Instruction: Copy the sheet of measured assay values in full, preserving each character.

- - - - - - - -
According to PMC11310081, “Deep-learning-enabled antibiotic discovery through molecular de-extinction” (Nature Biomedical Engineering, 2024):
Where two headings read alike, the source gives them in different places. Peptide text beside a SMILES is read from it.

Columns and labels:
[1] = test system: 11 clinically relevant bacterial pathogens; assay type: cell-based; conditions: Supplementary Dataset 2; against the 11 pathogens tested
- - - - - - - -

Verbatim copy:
According to PMC11310081, “Deep-learning-enabled antibiotic discovery through molecular de-extinction” (Nature Biomedical Engineering, 2024):
Where two headings read alike, the source gives them in different places. Peptide text beside a SMILES is read from it.

Columns and labels:
[1] = test system: 11 clinically relevant bacterial pathogens; assay type: cell-based; conditions: Supplementary Dataset 2; against the 11 pathogens tested